First to the podium, president and CEO of InSPAration Management Dori Soukup spoke about setting yourself apart from the competition with video marketing. She touted it as economical and the best way to engage consumers in today’s technology-obsessed age. “Everyone is always attached to their cell phones,” she says. “You need to capture visitors and videos bring your website to life.” She offered these video tips: position yourself as an expert on products; educate clients on at-home care; take viewers through a spa tour; focus on problems and solutions; demonstrate before-and-afters; and set up an in-salon red carpet area where clients can give video testimonials. “[With videos,] you can get started with as little as an iPad or iPhone,” she says. “It doesn’t have to be perfect!” When posting videos to social media platforms, Soukup suggested to create links that drive potential clients back to your website where they can opt-in to a landing page and give you their information to take part in a special or gift offer. “It’s very effective,” she says.
The host of the afternoon, Repêchage president and founder Lydia Sarfati, put video to the test for her speech, which was shown on Facebook Live, and then spoke about what makes her company a perfect partner and retailing. She stressed to watch out for companies that are all “smoke and mirrors” and pinned Repêchage’s 37-year success on being true and honest. “We do what we say we’re going to do,” she says. She then talked about the “art of recommendation” saying that many estheticians work hard but not smart as they fail to recommend proper at-home care. “All it takes is to make the decision to not say, ‘See you soon’ at the end of the service but to instead ask, ‘What are your concerns?’,” she suggests. “Then offer product recommendations and ask, ‘How will you be paying for this today?’’’ Other highlights of Sarfati’s speech: Treat clients as if they’re the only one you have and you will get 100 clients in return; believe in the products you sell; GWP (gifts with purchase) will make your business grow; and the launch of At-Home Repêchage Fusion Face Masks. “The most important thing is to have fun with what you do because if you enjoy it, so will your clients,” she adds. “You’ve got to give it all you’ve got, believe it will work and [if you do] you will be successful no matter what obstacles arise.”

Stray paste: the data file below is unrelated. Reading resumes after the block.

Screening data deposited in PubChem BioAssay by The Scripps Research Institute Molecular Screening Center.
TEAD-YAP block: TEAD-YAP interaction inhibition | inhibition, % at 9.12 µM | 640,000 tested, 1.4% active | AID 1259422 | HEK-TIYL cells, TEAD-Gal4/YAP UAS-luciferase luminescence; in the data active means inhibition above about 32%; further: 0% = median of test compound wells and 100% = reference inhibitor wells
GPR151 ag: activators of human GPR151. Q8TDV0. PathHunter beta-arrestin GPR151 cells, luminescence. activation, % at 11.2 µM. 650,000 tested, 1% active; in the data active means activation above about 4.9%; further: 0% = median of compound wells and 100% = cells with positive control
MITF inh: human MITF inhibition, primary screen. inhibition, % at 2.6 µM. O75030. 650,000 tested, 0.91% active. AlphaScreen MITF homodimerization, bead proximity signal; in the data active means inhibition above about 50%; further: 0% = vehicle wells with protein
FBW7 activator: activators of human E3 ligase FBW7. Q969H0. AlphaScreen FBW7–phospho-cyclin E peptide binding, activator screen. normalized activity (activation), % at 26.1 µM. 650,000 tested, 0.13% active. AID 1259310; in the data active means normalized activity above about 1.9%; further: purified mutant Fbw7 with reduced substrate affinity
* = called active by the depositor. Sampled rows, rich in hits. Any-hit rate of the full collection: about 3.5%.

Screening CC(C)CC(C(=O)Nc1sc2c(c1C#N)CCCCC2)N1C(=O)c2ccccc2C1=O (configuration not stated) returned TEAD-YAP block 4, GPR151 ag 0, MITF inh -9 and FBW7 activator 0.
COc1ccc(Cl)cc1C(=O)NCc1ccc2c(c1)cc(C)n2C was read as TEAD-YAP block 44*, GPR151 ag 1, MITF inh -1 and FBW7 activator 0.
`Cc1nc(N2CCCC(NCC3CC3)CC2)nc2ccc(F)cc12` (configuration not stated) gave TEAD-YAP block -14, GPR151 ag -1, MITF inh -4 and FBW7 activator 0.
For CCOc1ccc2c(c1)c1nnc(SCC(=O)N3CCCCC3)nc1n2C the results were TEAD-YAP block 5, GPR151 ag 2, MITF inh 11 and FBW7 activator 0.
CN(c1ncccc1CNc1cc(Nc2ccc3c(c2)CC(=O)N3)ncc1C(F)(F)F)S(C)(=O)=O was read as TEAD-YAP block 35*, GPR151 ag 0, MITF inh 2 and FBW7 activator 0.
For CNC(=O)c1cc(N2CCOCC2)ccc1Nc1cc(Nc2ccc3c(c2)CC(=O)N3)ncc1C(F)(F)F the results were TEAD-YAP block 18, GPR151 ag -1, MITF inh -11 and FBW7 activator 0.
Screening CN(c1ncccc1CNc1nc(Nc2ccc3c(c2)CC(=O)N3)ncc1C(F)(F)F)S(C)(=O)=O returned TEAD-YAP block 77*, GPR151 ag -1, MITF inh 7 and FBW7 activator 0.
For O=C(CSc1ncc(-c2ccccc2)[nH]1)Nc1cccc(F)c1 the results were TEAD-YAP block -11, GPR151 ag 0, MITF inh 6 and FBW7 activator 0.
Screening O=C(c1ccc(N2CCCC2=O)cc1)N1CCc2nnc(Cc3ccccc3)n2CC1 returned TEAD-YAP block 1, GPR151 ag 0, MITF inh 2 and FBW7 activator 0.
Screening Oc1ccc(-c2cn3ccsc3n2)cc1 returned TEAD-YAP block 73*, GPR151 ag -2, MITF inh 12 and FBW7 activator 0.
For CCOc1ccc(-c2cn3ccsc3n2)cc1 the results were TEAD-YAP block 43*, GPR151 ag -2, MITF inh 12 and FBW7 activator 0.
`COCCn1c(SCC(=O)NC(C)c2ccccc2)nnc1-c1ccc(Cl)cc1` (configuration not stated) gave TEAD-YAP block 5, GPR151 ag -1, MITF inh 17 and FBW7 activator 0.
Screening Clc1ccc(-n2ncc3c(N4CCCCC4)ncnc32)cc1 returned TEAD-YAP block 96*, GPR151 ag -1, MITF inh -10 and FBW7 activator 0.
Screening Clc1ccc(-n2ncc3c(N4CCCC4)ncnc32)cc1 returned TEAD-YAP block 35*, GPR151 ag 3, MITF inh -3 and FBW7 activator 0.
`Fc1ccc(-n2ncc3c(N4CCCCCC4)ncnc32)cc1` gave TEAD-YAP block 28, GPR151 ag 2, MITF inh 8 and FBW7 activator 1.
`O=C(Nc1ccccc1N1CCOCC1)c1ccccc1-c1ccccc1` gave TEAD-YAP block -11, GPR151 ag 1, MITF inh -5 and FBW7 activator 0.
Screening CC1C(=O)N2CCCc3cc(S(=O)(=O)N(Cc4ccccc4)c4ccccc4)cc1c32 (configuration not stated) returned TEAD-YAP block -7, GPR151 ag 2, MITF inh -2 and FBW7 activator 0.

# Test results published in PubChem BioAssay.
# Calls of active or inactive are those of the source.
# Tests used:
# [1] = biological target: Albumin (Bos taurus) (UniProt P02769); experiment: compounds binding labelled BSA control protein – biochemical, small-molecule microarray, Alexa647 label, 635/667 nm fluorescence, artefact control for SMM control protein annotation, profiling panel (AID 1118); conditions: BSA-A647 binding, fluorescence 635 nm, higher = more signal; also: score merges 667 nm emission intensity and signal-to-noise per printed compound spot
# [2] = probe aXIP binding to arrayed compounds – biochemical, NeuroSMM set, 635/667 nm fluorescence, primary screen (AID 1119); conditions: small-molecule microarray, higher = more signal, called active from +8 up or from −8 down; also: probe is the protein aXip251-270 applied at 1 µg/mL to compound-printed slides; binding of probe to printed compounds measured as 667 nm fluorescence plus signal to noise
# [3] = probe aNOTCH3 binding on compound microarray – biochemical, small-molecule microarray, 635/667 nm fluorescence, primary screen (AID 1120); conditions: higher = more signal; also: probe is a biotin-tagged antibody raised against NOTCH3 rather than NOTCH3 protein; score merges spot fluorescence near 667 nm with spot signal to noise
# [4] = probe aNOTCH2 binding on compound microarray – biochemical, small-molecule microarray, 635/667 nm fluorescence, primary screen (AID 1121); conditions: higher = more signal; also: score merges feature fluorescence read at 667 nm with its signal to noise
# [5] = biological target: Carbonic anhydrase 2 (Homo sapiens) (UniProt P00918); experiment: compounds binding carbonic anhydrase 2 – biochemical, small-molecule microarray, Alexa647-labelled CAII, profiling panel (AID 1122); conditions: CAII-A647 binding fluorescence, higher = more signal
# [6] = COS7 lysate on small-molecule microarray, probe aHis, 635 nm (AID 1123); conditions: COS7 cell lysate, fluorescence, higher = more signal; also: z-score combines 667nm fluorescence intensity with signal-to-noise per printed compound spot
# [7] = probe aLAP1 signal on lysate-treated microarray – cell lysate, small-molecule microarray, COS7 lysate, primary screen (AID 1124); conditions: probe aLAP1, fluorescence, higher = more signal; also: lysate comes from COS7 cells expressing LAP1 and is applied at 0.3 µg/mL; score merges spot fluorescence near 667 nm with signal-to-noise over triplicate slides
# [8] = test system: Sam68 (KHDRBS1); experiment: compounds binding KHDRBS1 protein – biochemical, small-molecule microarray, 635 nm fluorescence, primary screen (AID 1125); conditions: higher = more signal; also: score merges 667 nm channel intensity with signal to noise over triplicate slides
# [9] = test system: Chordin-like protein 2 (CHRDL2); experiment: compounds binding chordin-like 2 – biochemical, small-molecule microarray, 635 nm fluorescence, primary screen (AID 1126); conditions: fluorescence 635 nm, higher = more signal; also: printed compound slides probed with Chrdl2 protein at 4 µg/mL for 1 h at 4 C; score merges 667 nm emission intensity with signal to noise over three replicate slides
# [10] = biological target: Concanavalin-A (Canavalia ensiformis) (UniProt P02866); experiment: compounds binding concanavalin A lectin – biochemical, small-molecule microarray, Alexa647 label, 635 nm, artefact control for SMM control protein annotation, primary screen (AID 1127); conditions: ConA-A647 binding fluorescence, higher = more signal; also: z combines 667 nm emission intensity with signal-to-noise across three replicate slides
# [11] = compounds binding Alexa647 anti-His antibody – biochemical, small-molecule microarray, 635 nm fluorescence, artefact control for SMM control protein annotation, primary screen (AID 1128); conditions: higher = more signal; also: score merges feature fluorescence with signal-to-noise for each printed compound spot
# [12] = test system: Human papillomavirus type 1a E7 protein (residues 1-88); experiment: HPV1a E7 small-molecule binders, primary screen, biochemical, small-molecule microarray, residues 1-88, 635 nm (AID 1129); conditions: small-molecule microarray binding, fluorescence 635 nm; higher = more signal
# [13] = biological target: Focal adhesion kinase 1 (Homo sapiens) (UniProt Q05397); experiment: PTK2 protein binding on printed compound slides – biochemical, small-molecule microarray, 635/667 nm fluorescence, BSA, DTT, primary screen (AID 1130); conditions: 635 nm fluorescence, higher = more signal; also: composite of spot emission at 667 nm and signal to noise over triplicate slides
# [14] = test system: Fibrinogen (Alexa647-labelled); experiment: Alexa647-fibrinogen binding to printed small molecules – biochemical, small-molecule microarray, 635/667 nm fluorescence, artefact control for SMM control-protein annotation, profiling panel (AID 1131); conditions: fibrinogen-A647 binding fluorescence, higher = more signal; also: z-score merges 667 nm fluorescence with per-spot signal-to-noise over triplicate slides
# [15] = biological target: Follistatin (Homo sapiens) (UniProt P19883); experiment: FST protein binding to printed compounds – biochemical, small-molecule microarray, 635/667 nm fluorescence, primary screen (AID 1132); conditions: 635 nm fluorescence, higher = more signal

Next, president and CEO of Christie & Co. Salon & Spa Lois Christie talked about salon practices and staff, telling guests not to be afraid to ask high-end manufacturers for help, to touch clients within 30 seconds of their arrival and how to connect with various generations of employees. When it comes to the newest millennial generation, Christie said not to expect them to stick with you for the long haul. “They won’t be staying with you for 30 years,” she says. “But that’s okay! It’s about how can we make money today.” She stressed the importance of making learning fun and keeping it interactive with, for example, pizza nights, outings and friendly competitions. “Our store is always evolving to keep it fresh and new,” she says. “Your staff must buy into your culture and goals.”
To conclude the day, Lauren Snow, director of membership for Associated Skincare Professionals, briefly spoke about the potential for lawsuits and the importance of knowing what type of insurance your salon has and if and when it covers you. “Accidents can happen in the blink of an eye,” she says. Think: burns, allergic reactions, slips, trips and falls, and personal property damage. Snow suggests asking yourself these four questions: Am I covered individually?; Is every treatment you provide covered?; Is the policy current?; and Are you covered anywhere you work? “Be smarter for 2017 and check, verify and get approved for everything you do,” adds Sarfati.
–By Molly Church